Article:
Just over a year ago, I decided to start indulging my creative side by crafting objects like lamps, clocks, and even furniture out of vintage, found, and second-hand objects. I even turned my little projects into a business of sorts, and started a website to showcase and write about my creations. As I learned how easy it is to make things that I thought would be difficult – like wiring lamp sockets, cutting, sanding, and finishing wood, and drilling through glass and metal – I started experimenting with other things I realized might be easier than they seem. This led to experiments with making food from scratch. As it turns out, ice cream, fruit jams and preserves, soda, and nut butters are easy to make and generally taste better than what you can buy at the store.
At first, I felt smug about my new-found insights into the relative ease of the DIY lifestyle. It made me wonder how consumers got so easily fooled into believing that paying full price at the store was better than making their own bread and jam and peanut butter and ice cream and soda. But then, when I was sifting flour into my bread machine one evening, I suddenly thought about my Grandma G. Grandma G. made bread for her six kids and her husband every day. She did it by hand, and though by my father’s account Grandma’s cooking wasn’t great, it was serviceable. I pondered the innovation of the bread machine that allowed me to spend five minutes measuring ingredients into a pan so the machine could spend three hours mixing, kneading, and raising the dough which I would then transfer to the oven. I didn’t have three hours to spend mixing my own dough on a regular basis, which is why I had the bread machine. Bread making from scratch has become a luxury, and as such, it has also become a marker of status. In other words, it is a privilege. That is, if you are making your own bread, that probably means you have the luxury of time and resources – ironically, resources Grandma G., who was raising a large family on Grandpa G.’s meager salary, didn’t have. Her bread making was a necessity, not a luxury. She didn’t have a bread machine and access to hundreds of fancy bread recipes; she just had flour, yeast, salt, water, and her own efforts.
This line of thinking shouldn’t have startled me, but it did. I had to admit that I am privileged to indulge in DIY cooking of the staples most people buy at the store. I have the resources to buy organic produce, free-range chicken, hormone-free milk from pasture-raised cows, and the myriad tools that make it easy to bake your own bread and make your own nut butters and jam. I own a fancy, high-powered food processor that whirs nuts into butter in just a few minutes. I have giant stock pots that I can use to boil fruit and sugar into jam, and tools for canning it. I have a fancy ice cream attachment for my expensive countertop mixer. I spent hundreds of dollars on bottles, caps, strainers, and funnels, and roots, herbs, and special yeast for making soda. Somehow in all that frenzy of DIY activity, I lost sight of the fact that what people used to have to do has become what most people can’t afford to do.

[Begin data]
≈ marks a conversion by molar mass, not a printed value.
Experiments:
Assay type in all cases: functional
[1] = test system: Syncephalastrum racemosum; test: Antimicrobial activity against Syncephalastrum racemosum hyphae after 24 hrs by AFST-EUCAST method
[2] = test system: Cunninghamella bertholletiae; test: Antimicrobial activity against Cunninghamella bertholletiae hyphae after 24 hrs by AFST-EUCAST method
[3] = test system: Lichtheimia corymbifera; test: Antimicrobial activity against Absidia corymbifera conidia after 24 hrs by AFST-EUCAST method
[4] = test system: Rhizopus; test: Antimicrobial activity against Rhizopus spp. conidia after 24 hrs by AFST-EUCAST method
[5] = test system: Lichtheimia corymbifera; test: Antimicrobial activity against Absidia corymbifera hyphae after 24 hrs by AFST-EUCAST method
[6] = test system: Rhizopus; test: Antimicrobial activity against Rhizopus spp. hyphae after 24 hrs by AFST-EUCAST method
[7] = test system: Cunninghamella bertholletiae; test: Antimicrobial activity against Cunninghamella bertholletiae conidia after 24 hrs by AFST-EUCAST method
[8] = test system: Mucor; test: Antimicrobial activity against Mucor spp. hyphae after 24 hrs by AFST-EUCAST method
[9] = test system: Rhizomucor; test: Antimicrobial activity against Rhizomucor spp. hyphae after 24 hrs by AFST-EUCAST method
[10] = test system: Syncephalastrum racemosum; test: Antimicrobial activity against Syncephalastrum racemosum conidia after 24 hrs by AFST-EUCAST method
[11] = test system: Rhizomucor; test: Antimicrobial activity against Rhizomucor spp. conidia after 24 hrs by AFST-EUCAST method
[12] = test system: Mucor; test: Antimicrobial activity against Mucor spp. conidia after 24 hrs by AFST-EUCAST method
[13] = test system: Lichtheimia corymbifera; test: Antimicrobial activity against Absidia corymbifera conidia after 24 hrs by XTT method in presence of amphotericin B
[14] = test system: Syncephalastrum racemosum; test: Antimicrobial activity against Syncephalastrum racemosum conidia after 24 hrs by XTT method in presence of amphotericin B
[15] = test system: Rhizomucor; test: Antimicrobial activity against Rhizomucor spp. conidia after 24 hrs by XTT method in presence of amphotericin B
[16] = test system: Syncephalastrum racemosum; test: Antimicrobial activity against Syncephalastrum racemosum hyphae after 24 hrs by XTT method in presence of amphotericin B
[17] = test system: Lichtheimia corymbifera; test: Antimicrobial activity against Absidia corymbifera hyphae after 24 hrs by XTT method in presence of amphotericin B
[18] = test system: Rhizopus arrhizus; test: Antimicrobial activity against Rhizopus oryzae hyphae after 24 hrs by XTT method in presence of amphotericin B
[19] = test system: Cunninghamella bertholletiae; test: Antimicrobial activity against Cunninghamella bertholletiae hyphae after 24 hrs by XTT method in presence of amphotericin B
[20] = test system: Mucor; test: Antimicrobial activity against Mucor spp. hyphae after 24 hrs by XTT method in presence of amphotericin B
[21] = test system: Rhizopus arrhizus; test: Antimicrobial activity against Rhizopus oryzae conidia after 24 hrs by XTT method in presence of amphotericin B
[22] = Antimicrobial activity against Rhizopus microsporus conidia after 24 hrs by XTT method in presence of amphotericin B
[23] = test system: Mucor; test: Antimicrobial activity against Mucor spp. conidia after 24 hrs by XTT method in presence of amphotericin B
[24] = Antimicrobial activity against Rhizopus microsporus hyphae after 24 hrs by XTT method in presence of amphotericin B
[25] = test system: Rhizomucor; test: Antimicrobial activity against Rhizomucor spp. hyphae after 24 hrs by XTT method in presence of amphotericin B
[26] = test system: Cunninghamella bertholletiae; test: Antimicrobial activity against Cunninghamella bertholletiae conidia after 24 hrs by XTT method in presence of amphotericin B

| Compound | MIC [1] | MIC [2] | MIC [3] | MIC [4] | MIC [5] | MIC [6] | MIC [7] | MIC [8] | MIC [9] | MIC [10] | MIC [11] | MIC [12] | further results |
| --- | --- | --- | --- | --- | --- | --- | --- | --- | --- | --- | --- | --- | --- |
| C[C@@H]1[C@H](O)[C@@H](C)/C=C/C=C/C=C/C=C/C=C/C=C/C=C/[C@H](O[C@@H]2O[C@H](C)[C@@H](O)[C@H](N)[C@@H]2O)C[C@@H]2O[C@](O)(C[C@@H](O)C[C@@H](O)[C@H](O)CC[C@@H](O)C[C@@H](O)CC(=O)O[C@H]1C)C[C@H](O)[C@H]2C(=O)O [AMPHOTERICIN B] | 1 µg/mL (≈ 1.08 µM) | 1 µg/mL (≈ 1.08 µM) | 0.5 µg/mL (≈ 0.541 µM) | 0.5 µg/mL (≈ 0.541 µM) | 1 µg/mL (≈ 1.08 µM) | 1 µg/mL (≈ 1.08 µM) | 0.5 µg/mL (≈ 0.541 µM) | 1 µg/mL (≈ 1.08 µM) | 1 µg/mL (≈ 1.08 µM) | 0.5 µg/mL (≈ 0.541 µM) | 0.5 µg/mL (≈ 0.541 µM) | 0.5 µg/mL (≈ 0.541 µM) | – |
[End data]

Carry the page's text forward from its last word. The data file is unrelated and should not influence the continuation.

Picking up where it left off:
How did we come to this state of affairs? Why is it now a privilege to get back to the basics that my Grandma G. practiced in her daily life? These are not rhetorical questions, but as of yet I’m not ready to dig too deep into some of the possible answers. At their core, these are questions related to the stratification that is inherent in the structure of capitalism, but they also have a lot to do with our individual pursuits of a better, faster, easier way to get things done. Our pursuit of ease in the interests of freeing up time to do more things has ironically led to us having less time than we used to. Grandma G. made bread for her family every day because she had to, but she undoubtedly would have loved to buy loaves at the store instead. Now, the daily treadmill of making ends meet, especially for those in the lower economic strata, makes buying loaves at the store the necessity, and having the time to make bread from scratch becomes the privilege.